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DescriptionIn recent years new schools of historiography and criticism have recast the political and cultural histories of Elizabethan and early Stuart England. However, for all the benefits of their insights, most revisionist historians have too narrowly focussed on high politics to the neglect of values and ideology, and New Historicist literary scholars have displayed an insufficient grasp of chronology and historical context. The contributors to this pioneering volume, richly fusing these approaches, apply a revisionist close attention to moments to the wide range of texts - verbal and visual - that critics have begun to read as representations of power and politics. Excitingly broadening the range of areas and evidence for the study of politics, these outstanding essays demonstrate how the study of high culture - classical translations, court portraits royal palaces, the conduct of chivalric ceremony - and low culture - cheap pamphlets and scurrilous verses - enable us to reconstruct the languages through which contemporaries interpreted their political environment. The volume posits a reconsideration of the traditional antithetical concepts - court and country, verbal and visual, critical and complimentary, elite and popular; examines the constructions of a moral and social order enacted in a wide variety of cultural practices; and demonstrates how common vocabularies could in changed circumstances be combined and deployed to sustain quite different ideological positions. This book opens a new agenda for the study of the politics of culture and the culture of politics in early modern England.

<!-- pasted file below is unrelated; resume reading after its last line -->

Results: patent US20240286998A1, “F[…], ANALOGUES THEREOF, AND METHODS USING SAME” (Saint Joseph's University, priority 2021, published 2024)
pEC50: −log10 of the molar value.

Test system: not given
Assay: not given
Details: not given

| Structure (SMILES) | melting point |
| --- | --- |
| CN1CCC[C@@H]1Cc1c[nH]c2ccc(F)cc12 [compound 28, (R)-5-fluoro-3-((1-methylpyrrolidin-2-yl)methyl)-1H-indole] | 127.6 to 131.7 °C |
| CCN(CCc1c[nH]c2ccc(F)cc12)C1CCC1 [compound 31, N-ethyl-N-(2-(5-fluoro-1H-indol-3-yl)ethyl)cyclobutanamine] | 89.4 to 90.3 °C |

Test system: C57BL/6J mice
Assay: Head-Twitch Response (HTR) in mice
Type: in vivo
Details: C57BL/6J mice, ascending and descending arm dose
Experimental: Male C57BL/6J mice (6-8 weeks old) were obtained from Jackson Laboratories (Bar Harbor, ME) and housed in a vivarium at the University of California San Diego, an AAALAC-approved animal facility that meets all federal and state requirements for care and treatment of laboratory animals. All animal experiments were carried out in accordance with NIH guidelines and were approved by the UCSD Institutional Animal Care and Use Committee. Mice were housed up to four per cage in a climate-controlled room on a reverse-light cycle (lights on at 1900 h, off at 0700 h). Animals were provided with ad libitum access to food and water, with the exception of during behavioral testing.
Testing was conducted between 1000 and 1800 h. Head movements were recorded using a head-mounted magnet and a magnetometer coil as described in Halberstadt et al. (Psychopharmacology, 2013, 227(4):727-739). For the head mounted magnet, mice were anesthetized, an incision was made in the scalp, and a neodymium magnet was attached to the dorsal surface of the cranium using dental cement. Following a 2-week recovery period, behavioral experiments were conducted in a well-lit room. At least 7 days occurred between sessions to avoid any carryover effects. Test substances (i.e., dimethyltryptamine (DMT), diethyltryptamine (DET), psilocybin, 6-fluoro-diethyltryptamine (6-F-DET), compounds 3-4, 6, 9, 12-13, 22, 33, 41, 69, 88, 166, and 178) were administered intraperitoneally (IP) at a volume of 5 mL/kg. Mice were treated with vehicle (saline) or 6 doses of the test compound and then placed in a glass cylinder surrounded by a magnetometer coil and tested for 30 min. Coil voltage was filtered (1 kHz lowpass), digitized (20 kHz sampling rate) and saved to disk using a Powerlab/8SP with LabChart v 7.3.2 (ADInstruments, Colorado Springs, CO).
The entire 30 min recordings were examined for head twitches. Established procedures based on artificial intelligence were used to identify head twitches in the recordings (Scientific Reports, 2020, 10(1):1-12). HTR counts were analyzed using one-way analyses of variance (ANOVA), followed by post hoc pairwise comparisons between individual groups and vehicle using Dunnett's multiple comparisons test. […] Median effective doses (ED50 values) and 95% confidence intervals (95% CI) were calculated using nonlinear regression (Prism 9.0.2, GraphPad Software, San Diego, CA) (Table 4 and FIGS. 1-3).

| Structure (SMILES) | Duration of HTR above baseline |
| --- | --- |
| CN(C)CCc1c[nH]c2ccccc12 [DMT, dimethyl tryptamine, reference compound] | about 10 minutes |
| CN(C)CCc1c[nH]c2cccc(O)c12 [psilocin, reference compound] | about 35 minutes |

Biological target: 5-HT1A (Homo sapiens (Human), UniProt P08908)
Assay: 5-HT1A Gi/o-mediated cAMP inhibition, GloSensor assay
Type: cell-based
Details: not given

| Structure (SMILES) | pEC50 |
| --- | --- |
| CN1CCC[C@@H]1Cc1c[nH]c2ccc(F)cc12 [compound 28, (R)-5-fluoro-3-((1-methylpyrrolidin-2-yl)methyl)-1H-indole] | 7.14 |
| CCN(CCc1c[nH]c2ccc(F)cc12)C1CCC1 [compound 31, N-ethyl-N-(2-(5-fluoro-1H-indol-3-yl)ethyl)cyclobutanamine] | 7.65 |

7 January 1994
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